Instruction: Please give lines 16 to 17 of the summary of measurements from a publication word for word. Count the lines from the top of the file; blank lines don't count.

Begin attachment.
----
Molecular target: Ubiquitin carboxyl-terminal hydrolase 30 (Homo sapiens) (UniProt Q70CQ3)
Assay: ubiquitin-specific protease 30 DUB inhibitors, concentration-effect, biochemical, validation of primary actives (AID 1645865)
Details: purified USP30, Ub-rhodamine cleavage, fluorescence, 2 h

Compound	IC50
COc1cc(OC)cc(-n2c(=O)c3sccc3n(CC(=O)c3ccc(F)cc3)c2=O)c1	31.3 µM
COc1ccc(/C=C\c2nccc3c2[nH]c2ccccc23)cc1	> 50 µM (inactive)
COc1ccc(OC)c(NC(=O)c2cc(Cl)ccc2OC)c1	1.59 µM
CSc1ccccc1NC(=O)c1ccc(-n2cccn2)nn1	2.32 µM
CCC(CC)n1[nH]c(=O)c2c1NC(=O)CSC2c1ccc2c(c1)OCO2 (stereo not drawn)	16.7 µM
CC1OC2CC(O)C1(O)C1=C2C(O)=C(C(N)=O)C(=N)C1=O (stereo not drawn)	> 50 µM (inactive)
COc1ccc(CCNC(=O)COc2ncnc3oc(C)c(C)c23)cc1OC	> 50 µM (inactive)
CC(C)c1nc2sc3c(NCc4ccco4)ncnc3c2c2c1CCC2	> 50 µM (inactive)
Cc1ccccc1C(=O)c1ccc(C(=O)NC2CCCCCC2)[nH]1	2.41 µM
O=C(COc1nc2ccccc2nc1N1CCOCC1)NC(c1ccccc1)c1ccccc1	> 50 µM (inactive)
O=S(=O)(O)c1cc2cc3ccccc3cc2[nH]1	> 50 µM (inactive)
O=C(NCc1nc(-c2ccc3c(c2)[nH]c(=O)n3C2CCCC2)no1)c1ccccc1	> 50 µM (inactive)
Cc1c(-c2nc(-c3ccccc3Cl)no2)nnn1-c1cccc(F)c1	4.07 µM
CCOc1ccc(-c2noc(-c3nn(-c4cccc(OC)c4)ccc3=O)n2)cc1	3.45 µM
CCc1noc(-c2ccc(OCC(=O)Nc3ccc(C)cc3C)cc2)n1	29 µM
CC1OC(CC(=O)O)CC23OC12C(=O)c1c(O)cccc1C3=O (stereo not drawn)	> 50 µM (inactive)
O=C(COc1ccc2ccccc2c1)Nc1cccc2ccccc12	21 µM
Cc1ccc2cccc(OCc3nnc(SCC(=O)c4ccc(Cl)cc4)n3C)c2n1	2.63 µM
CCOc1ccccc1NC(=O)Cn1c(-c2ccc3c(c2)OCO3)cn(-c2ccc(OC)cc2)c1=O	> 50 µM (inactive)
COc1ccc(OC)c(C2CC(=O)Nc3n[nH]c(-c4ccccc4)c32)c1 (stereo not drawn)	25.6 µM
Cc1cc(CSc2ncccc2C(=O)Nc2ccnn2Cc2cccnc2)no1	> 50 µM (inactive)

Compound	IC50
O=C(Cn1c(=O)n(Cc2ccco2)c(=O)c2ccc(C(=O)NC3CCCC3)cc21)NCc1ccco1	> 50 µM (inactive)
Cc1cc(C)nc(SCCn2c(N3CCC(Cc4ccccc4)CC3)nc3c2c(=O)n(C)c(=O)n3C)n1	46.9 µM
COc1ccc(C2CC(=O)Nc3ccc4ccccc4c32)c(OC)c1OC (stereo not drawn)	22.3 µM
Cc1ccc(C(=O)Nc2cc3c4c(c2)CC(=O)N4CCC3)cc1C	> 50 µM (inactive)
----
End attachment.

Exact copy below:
O=C(NCc1nc(-c2ccc3c(c2)[nH]c(=O)n3C2CCCC2)no1)c1ccccc1	> 50 µM (inactive)
Cc1c(-c2nc(-c3ccccc3Cl)no2)nnn1-c1cccc(F)c1	4.07 µM